12 APRIL 1856, Page 11

The Lyceum—for the time the domicile of the Royal Italian

Opera— opens on Tuesday next, with the Trovatore, east as in last season with one exception but a serious one ; Azucen; the gipsy, is to be personated by Mademoiselle Didiee, instead of Madame Viardot. A character as truly the heroine of Verdi's opera as Meg Merrilies of Scott's romance, is to be performed by one who is at best a pleasing contralto singer and no actress at all, instead of the most accomplished tragedian on the musical stage. As Mr. (lye can only employ his immense band, in this small theatre, factory-fashion, by relays, he means, it is said, to enable him- self to pay their salaries by employing them in a series of concerts at the Crystal Palace.

In regard to Her Majesty's Theatre, little snore is known than we mentioned last week. Mr. Lumley has not yet arrived from Paris, where he has been busied in his engagements. The only one of his stars as yet known is Signora Piceolomini, a young prima donna, much in vogue just now in Italy. She is said to be of a noble family—the niece of a Roman Cardinal, and possibly a descendant of the Piceolomini whose name has been immortalized by Schiller. We believe that Mr. Lumley is to have Madame Viardot; who at all events is to pass the semen in England.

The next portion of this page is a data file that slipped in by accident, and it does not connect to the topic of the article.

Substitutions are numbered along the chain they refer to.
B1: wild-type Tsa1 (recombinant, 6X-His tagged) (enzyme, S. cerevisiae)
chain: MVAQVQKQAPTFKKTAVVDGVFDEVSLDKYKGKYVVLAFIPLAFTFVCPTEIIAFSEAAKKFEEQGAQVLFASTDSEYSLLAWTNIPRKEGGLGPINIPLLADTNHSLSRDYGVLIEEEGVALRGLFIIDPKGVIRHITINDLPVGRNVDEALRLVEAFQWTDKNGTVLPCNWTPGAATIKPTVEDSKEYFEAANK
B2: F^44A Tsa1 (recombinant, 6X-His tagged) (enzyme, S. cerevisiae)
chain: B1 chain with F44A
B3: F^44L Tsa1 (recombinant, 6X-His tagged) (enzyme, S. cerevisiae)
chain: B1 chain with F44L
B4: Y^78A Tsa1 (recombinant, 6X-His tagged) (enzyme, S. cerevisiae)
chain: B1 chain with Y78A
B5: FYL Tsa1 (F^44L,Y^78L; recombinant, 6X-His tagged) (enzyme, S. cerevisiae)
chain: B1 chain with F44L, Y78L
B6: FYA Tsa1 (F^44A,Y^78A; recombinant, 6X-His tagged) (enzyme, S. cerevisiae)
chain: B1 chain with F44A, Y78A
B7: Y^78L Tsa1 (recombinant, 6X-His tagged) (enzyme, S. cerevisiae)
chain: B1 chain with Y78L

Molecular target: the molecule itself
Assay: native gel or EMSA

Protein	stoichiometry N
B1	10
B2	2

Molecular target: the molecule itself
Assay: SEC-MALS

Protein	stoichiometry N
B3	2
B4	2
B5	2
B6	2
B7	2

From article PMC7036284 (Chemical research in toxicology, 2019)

Clara Novelle has arrived, after a winter of repose in Italy. She sang on Saturday, at Mr. Mullah's concert ; and last evening at Exe- ter Hall, in Elijah. In Costa's Eli, on the 25th, she is to sing the soprano part, which the composer expressly wrote for her, though she did not sing it at Birmingham, in consequence of some dispute with the Committee. Formes also has arrived : he too sang last night in Elfjah, and is to appear in Eli in his original part. Viardot and Rcevee are included in the cast of Costa's oratorio; - which will thus be even more conformable to the author's intentions than it was at Birmingham.

A young English singer, Miss Sherrington, made an effective debut at the Amateur Musical Society's Concert, on Monday. She possesses a fine voice, and has had a French education ; and her singing on that occasion was quite in the French style. She is said, however, to possess higher qualities ; which will probably be tested at Mr. Hullah's Orchestral Con- cert this evening.

Mr. Mullah is going to produce, next week, a new oratorio, Jephtlta, by Rheinthaler, a young composer of rising reputation.

The Philliarmonic season commences on Monday ; when the oelehrated pianist Madame Schumann (Clare Wieek) is to make her first appear- ance in this country.